As representatives of these three points of view converse and interact, that inevitably creates a jungle of alternative options at point after point in the spelling out of the faith and the discipling of the faithful. Which means that Christians in the pew are taught different things by different people. How are we to deal with this?
First, we are to recognize that this situation is inescapable. If you identify wholeheartedly (as, again, I do) with one of those three traditions, you cannot hermetically seal yourself off against the other two so that you do not have to take notice of them. They are there in the Anglican fellowship, and one has to take account of them, interact with them, and distinguish one’s own position from the other two. We have to appreciate the whole sweep of Anglican history, and, without in any way weakening our own convictions, we need to know what is going on around us and where people who differ from us are coming from. Otherwise we shall not be of much use in the church of God, let alone in the bonding of Anglican fellowship. Why not? Because we shall generate confusion.
Second, we must recognize something that is shared in all three sorts of Anglican theology. Anglicanism works with a shared liturgy that specifies how God shall be worshiped. The 1662 Book of Common Prayer gives a set of statutory services and forms for worship that has found a place at some point virtually everywhere in the Anglican world. In recent years, Anglicans have worked with alternative service books alongside it, but in every part of the Anglican Communion there is an authorized Prayer Book as a shared standard of worship, with whatever variant forms may be allowed in various places.
Because it contains declarations and prayers that embody doctrine, this authorized Prayer Book, passed along from generation to generation, inevitably becomes a doctrinal standard in all branches of Anglican theology. And the continued use of the same services prescribed in the authorized Prayer Book generates a certain attitude: this is what we do, and it is right that we do it. That is the conservative mindset which such a liturgy always produces; and there need not be anything wrong with that. Nevertheless, there is always a counter-tension. You may be familiar with a Latin motto dating from the Reformation era Ecclesia reformata, semper reformanda, which can be translated, “The church that has been reformed needs always to be reformed.”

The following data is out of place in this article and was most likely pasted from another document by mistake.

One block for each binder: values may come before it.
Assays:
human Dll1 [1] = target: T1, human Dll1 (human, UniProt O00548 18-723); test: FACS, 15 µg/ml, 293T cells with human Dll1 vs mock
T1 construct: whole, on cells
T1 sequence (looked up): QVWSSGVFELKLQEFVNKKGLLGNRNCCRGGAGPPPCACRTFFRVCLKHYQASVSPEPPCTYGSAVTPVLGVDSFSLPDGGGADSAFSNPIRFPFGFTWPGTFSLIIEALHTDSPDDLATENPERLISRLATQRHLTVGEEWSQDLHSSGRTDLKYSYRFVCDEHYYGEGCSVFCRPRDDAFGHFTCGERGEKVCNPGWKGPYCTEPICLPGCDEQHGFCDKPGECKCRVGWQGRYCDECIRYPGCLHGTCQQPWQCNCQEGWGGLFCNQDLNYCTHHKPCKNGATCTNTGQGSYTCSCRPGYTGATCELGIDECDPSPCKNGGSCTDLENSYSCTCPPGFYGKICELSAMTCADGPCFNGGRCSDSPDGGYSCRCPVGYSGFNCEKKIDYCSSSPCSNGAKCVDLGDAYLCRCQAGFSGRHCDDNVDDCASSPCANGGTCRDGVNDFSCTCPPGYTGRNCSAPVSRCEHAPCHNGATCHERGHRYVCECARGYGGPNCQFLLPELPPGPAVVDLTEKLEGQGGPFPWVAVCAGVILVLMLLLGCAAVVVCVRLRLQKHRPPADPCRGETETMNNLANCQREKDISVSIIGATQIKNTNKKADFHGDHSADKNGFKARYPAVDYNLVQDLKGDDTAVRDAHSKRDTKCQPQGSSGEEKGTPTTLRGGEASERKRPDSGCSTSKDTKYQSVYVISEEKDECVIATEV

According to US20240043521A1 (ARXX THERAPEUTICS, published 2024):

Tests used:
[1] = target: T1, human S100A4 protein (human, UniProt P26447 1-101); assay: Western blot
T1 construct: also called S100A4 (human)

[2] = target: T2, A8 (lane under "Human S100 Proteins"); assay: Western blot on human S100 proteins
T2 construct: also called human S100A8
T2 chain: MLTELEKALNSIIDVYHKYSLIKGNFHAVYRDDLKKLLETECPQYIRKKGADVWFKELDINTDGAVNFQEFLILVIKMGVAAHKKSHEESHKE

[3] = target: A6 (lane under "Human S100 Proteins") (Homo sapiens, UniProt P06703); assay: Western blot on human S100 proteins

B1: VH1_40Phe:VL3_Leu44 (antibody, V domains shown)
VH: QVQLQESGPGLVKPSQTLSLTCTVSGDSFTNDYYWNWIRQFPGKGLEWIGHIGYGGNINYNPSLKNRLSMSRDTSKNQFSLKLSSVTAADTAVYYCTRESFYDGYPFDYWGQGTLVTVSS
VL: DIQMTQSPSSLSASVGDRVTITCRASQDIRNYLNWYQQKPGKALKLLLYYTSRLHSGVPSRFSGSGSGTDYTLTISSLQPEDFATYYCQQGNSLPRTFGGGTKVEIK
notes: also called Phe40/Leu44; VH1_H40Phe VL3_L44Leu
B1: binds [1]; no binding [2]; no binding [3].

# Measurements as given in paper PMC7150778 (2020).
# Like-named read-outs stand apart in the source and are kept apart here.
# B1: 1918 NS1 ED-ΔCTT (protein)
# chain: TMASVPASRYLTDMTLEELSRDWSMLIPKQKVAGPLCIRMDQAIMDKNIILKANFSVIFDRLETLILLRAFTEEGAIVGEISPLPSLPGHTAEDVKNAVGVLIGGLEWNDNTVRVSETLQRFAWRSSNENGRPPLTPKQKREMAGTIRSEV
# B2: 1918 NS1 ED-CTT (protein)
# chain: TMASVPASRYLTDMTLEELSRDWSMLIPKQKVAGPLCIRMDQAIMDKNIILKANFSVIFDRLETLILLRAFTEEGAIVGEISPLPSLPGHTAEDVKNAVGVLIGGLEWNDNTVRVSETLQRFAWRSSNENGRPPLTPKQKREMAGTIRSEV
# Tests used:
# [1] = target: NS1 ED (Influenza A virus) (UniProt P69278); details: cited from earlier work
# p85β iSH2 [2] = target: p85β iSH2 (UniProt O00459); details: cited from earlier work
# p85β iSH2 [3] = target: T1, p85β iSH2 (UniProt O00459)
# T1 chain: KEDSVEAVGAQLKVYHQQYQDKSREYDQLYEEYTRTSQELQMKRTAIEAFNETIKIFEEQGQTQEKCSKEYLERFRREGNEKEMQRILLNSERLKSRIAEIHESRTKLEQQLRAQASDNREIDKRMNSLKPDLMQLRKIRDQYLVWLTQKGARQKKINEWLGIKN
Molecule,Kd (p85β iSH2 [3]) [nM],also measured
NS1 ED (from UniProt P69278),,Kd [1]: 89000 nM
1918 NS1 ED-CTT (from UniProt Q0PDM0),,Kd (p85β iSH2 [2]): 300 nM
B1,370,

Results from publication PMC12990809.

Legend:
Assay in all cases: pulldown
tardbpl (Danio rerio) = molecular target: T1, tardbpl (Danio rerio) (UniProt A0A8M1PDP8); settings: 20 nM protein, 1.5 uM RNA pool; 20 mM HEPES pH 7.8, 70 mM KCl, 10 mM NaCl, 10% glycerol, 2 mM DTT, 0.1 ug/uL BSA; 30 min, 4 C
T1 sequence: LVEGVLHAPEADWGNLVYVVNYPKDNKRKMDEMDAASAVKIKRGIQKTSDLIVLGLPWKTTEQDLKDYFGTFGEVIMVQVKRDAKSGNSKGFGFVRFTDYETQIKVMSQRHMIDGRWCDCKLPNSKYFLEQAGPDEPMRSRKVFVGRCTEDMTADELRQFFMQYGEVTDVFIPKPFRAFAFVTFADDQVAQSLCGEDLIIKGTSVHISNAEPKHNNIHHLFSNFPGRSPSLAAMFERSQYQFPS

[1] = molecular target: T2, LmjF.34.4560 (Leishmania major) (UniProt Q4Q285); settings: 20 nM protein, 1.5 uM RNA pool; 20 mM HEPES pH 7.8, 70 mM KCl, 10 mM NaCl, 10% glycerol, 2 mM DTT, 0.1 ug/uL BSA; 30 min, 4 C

Why? Because the church is never perfect. This is basic Christian doctrine—that nothing in this life is ever quite perfect. And as the church moves into culturally new situations, as understanding of the Scriptures deepens, as liturgical wisdom increases—yes, things need to be improved, which means changed. So there are always debates going on within all three schools of thought, as well as across the borders between them, debates that range, and sometimes rage, between two attitudes: we are concerned to preserve the true wisdom of our heritage yet also concerned to be up-to-date and fully in touch with our times in order to bring the word of God effectively to bear on them.
These crosscurrents operate in Anglicanism all the time. It is a great deal more complicated than the theological process occurring in, shall I say, the Southern Baptist world or the Plymouth Brethren world or the Salvation Army. Those worlds simply do not have this array of theological crosscurrents constantly flowing.
Whenever we have Anglicans from various places meeting together, we shall gain by having all these different views making their presence felt, and the discussion will be the less significant if we do not. There should also be a constant endeavor on the part of leaders to achieve consensus statements that address all the concerns of all the parties in the discussions. The interaction of all parties involved in Anglican discussions is often near to unique among Christian churches today.
Evangelical Catholicity, Catholic Evangelicalism
In this world of ongoing and sometimes confusing debate—which is not likely ever to be less confusing than it is at the moment—what should Anglicans be aiming at? My answer is that our aim should be something that hardly exists at the moment because so few people seek after it. This goal can be captured in two comprehensive phrases that belong together: evangelical catholicity and catholic evangelicalism. What do I mean by this pairing?
Christ loved the church and gave himself for it.
One of the good things that has happened in these last fifty years is that the words evangelical and catholic have both been reviewed and redefined in a relatively authoritative way. What is an evangelical? The British historian David W. Bebbington has produced a four-point descriptive account of what evangelicalism is, a definition that has rung a bell among both historians and theologians, with his analysis being accepted as accurate by just about all of them. The essence of evangelicalism, Bebbington affirms, is reflected in these four terms: